ABC – President Donald Trump’s longtime campaign promise of building a wall at the U.S.-Mexico border could be one step closer to fruition after he signed an executive order announcing a series of steps to deter “illegal immigration from Central America.”
But some 700 miles of border fencing had already been completed along the country’s nearly 2,000-mile border with Mexico, much of it during Barack Obama’s presidency, as part of the Secure Fence Act of 2006, which was signed by George W. Bush.
TeleSur – Thousands of protesters from various organizations gathered Sunday in Mexico City’s main square to reject the increase in gasoline prices, which came into effect at the beginning of 2017, while similar protests took place in other parts of the country.
Mexican President Enrique Pena Nieto and U.S. President Donald Trump will meet at the end of this month to discuss trade, immigration and security issues, as the Latin American leader faces increased populist pressure at home.
Trump’s spokesman Sean Spicer told a news conference on Saturday that the two leaders will meet on Jan. 31, the week after senior officials of both administrations hold bilateral talks in Washington.
Trump is committed to renegotiating the North American Free Trade Agreement (NAFTA) and would move to withdraw if no “fair deal” is forthcoming, according to the White House website.
Pena Nieto, whose popularity has plummeted due to corruption scandals and rising inflation, has been criticized for lacking a clear strategy to counter Trump’s threats to crimp trade and deport illegal immigrants.
Seeking to capitalize on that discontent, Mexican 2018 presidential forerunner Andres Manuel Lopez Obrador on Saturday said he would tour major U.S. cities starting in February.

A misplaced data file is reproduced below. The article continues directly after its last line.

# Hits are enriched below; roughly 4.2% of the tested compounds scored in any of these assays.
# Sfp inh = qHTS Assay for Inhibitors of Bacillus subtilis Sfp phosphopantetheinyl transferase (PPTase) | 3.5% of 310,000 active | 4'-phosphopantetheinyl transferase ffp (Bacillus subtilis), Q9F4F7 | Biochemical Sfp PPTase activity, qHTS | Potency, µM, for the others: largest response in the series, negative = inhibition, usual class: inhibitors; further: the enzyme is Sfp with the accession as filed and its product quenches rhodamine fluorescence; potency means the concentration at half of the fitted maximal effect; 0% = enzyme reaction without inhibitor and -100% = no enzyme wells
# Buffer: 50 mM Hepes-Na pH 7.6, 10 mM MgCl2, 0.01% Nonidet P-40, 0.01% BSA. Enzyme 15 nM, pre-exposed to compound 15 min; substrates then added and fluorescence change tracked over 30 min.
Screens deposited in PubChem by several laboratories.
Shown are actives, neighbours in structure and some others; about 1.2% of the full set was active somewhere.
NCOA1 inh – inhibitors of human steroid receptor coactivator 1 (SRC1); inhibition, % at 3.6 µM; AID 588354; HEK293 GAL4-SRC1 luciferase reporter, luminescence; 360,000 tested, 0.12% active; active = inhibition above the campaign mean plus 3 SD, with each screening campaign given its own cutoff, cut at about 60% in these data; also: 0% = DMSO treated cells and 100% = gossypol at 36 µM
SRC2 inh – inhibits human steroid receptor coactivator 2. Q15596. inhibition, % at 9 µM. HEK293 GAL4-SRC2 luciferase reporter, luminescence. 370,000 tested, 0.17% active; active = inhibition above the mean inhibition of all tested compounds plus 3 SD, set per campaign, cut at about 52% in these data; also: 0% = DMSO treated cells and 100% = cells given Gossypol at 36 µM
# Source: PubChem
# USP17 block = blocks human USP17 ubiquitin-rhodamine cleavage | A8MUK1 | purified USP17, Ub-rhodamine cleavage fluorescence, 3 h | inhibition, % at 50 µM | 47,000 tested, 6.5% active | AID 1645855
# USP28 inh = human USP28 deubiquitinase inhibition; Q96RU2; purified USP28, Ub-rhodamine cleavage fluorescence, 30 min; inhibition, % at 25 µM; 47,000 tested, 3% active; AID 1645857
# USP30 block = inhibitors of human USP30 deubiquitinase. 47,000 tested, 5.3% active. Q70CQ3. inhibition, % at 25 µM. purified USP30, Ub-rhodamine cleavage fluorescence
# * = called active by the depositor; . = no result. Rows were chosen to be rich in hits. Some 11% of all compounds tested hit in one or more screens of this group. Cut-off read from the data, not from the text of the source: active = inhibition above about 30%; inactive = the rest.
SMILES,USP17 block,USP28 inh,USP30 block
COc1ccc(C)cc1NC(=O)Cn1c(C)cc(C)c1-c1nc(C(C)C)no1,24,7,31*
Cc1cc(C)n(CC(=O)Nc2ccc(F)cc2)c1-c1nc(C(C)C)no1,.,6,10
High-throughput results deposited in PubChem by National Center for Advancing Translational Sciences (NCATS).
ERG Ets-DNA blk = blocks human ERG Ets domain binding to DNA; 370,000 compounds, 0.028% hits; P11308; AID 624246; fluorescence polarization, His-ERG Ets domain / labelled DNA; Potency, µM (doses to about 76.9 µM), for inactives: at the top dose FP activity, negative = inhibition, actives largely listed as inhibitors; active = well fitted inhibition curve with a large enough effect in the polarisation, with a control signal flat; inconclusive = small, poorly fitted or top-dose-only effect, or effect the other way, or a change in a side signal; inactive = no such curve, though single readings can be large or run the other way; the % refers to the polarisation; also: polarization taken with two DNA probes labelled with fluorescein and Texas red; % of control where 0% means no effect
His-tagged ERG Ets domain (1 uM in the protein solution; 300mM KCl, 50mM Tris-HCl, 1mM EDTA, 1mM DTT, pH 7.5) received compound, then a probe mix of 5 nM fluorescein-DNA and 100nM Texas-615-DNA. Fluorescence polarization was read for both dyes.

“Enough of being passive,” Lopez Obrador of the leftist Moreno party said in a statement. “We should put a national emergency plan in place to face the damage and reverse the protectionist policies of Donald Trump.”
Mexico said on Wednesday it would throw its relationship with the United States wide open in talks with the incoming Trump administration, putting security, migration and trade on the table as it seeks to avoid a major economic shock.
U.S. President-elect Donald Trump has threatened to tear up a trade agreement that underpins Mexico’s export model if he cannot renegotiate its terms in his favor, battering the peso currency and fueling uncertainty over foreign investment.
President Enrique Pena Nieto said Mexico would take a broad approach to the challenge, seeking a settlement that would benefit both Mexico and the United States as he looks to carve out a platform that gives him room for maneuver in talks.
“All the issues that define our bilateral relationship are on the table, including security, migration and trade,” Pena Nieto said in a speech to diplomats in Mexico City, sketching out his negotiating position for the first time.
Reuters reported last month that Mexico’s government aimed to use security and migration to gain leverage over the United States in its talks with Trump, and could offer to reinforce its borders to get a better deal on trade.
Pena Nieto said Mexico would invest in a more secure border, but repeated his posture that it would not pay for the border wall Trump plans to build.
By Kirk Semple and Elisabeth Malkin / New York Times
Amid nationwide marches, highway and border crossing blockades and looting stemming from widespread outrage over an increase in gas prices, President Enrique Peña Nieto of Mexico went on national television to appeal for understanding.
With international oil prices rising and Mexico dependent on gasoline imports, he argued in the speech on Thursday, the government had no alternative but to raise prices at the pump. “Here I ask you,” he said, gesturing at the camera, “what would you have done?”
It did not take long for him to get an answer, as social media erupted with suggestions and disgust.
Combat corruption and impunity. Eliminate gasoline vouchers for elected officials. Collect more taxes from multinational corporations. Cut the salaries and benefits of high-level government officials. Sell the presidential plane. Reduce the first lady’s wardrobe spending. Resign.
It was a tough week for the president, who seems to be trapped in a slow, downward spiral of unpopularity, with two more years left in his term and Mexico reeling from myriad problems including rampant corruption, resurgent homicide rates, a thriving drug trafficking industry, a sluggish economy and a plummeting peso.